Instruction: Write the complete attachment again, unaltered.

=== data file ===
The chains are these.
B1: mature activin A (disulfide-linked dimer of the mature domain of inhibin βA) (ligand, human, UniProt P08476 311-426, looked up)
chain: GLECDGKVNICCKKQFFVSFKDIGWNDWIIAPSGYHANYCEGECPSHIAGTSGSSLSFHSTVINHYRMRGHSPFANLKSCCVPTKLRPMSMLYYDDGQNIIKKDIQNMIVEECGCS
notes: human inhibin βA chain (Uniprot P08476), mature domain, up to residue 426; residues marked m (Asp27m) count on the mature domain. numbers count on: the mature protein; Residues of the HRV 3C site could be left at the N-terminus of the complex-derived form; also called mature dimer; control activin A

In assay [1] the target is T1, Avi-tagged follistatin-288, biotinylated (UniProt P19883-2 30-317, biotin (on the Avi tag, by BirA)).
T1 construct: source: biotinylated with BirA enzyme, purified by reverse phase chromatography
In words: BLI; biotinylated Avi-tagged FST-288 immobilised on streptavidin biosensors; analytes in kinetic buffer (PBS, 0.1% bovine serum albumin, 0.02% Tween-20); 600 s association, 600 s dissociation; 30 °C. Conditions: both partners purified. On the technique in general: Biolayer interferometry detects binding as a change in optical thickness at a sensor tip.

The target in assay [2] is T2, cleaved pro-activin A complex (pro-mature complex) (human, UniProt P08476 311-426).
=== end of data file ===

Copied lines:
The chains are these.
B1: mature activin A (disulfide-linked dimer of the mature domain of inhibin βA) (ligand, human, UniProt P08476 311-426, looked up)
chain: GLECDGKVNICCKKQFFVSFKDIGWNDWIIAPSGYHANYCEGECPSHIAGTSGSSLSFHSTVINHYRMRGHSPFANLKSCCVPTKLRPMSMLYYDDGQNIIKKDIQNMIVEECGCS
notes: human inhibin βA chain (Uniprot P08476), mature domain, up to residue 426; residues marked m (Asp27m) count on the mature domain. numbers count on: the mature protein; Residues of the HRV 3C site could be left at the N-terminus of the complex-derived form; also called mature dimer; control activin A

In assay [1] the target is T1, Avi-tagged follistatin-288, biotinylated (UniProt P19883-2 30-317, biotin (on the Avi tag, by BirA)).
T1 construct: source: biotinylated with BirA enzyme, purified by reverse phase chromatography
In words: BLI; biotinylated Avi-tagged FST-288 immobilised on streptavidin biosensors; analytes in kinetic buffer (PBS, 0.1% bovine serum albumin, 0.02% Tween-20); 600 s association, 600 s dissociation; 30 °C. Conditions: both partners purified. On the technique in general: Biolayer interferometry detects binding as a change in optical thickness at a sensor tip.

The target in assay [2] is T2, cleaved pro-activin A complex (pro-mature complex) (human, UniProt P08476 311-426).